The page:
IOWA CITY — It would be easy for the Iowa football team to overlook today’s game against North Texas.
On the heels of an overtime victory at Iowa State and a week before fifth-rated Penn State arrives at Kinnick Stadium to kickoff the Big Ten season, the 2:30 p.m. matchup with the Mean Green has all the makings of a trap game for the Hawkeyes.
Players who have been down this path before have a message for people who might think that.
Not. So. Fast.
“We’re only guaranteed the chance to play 12 games and we’re not in a position where we can overlook anybody,’’ Iowa linebacker Bo Bower said. “We’ve got a lot of work to do this week.’’
That need to improve, along with the memory of last season’s 23-21 loss to Football Championship Subdivision power North Dakota State at the same point in the schedule, guide the Hawkeyes this week.
“We can’t take anything for granted,’’ offensive lineman Boone Myers said. “There are a lot of areas where we need to get better and taking a step in that direction is what this week is all about. We need to be a better football team this Saturday than we were last week at Iowa State.’’
North Texas has the Hawkeyes’ attention.
For the first time this season, quarterback Nate Stanley will line up against a 3-4 defense, working behind an offensive line that is adjusting to the season-ending loss of starting right tackle Ike Boettger because of an Anchilles injury suffered in the Iowa State game.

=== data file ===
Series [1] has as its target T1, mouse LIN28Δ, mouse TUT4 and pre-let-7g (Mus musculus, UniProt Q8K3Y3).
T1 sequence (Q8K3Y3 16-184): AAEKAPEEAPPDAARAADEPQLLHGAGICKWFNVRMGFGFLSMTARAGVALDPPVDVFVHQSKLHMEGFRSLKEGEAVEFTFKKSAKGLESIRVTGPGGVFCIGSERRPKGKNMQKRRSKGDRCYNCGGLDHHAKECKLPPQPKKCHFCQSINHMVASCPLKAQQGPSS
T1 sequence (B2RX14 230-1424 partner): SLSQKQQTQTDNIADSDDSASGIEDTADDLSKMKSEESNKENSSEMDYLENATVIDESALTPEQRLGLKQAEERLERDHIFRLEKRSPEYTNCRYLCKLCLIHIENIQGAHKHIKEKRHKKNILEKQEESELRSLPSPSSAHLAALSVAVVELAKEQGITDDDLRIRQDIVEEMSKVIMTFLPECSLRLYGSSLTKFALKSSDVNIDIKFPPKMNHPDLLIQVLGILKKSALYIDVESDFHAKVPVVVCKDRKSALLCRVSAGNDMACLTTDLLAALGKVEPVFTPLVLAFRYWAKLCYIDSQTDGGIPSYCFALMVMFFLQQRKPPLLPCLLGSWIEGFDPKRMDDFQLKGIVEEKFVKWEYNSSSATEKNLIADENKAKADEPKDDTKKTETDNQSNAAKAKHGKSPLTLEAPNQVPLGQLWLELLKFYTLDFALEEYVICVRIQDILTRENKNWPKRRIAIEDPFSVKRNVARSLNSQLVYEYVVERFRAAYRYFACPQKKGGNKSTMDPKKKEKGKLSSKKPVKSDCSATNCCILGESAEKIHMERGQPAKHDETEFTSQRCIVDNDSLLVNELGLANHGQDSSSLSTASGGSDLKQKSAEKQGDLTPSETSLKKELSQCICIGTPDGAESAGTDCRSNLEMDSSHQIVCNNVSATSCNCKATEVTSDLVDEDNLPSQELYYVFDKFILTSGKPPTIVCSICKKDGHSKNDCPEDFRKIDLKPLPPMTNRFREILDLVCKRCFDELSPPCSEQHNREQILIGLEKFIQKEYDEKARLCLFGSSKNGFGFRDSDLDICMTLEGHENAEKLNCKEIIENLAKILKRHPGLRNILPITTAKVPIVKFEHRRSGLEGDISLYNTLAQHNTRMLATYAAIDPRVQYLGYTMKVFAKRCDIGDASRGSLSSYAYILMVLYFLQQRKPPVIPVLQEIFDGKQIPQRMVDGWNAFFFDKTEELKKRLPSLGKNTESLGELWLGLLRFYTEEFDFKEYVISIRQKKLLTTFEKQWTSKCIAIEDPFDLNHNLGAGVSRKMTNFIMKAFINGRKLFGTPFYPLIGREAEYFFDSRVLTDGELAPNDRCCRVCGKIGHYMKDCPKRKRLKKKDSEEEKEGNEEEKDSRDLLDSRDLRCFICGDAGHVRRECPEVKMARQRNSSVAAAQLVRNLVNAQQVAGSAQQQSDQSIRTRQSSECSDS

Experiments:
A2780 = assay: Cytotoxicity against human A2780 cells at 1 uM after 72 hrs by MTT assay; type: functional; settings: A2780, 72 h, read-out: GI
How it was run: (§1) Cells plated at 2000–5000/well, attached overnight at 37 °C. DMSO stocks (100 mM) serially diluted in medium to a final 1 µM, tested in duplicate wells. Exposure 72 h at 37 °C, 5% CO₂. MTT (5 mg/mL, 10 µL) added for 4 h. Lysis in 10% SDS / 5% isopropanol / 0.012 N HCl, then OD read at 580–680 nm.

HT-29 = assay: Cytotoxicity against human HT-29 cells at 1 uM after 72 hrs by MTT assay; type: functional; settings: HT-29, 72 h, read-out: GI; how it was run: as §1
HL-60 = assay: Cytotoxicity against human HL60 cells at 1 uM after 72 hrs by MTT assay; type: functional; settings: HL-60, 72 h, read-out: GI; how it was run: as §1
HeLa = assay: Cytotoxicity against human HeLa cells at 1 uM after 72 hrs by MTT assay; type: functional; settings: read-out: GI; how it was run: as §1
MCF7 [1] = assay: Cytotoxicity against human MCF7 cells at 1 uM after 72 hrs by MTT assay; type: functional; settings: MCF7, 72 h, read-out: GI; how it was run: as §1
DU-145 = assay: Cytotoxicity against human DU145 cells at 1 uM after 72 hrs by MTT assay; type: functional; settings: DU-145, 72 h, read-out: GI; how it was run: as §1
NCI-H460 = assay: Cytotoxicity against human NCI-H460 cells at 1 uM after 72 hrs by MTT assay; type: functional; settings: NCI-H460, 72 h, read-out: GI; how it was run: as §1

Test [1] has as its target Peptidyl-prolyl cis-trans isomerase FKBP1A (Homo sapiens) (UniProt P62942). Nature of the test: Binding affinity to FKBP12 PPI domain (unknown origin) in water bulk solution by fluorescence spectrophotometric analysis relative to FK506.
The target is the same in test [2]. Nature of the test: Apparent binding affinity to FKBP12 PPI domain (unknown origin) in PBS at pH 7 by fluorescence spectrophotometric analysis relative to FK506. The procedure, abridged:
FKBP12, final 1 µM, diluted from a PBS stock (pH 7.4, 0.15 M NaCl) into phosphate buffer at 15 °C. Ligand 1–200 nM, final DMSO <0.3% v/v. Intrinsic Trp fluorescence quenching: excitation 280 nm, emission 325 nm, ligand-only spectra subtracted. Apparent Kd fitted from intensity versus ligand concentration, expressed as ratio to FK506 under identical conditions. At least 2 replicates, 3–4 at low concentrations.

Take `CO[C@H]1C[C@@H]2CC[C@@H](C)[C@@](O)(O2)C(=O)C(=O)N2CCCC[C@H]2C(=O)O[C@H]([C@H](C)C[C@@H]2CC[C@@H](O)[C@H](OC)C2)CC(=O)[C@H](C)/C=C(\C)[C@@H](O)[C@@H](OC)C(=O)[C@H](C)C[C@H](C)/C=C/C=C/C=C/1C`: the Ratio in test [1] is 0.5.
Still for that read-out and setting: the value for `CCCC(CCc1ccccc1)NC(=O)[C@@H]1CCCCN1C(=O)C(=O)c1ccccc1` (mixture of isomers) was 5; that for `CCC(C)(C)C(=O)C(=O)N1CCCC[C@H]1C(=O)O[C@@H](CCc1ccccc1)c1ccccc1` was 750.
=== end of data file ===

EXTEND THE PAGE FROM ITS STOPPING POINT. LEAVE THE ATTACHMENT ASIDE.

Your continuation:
On the other side of the ball, Iowa’s defense is preparing for an air raid.
Second-year North Texas coach Seth Littrell’s offensive philosophy has its roots in the attack he worked with while spending four years on Mike Leach’s staff at Texas Tech.
Frequently putting four receivers on the field, the Mean Green want to control the ball and the clock with a short passing game and sophomore quarterback Mason Fine runs an offense which has averaged 580.5 yards in a 1-1 start to the season.
He connected with receivers on six plays which gained 20 yards or more last week while connecting with nine receivers overall as part of a career-high 424-yard passing performance in a 54-32 loss to SMU.
North Texas likes to force tempo as well, seldom huddling.
“It’s an explosive offense, with plenty of speed,’’ Bower said. “They can throw it, they can run it. It’s a good game to play before playing Penn State. They will test us a lot of ways and this should get us ready for the Big Ten.’’
Littrell has spent the week talking to players in his Conference USA program about embracing the role of being the spoiler as it steps onto the Big Ten stage.
“If we play disciplined football, we will give ourselves a chance to compete,’’ Littrell said. “You see it every year in college football, the first three, four weeks there are upsets. They happen because teams are prepared, ready to make that happen.’’
The Hawkeyes are guarding against that, working to be on the top of their game as they work to enter Big Ten play with an unblemished record for just the third time in the last 11 seasons.
“I know that (North Texas) will come in here ready,’’ Iowa coach Kirk Ferentz said. “Our job is to make sure that we’re ready for that challenge.’’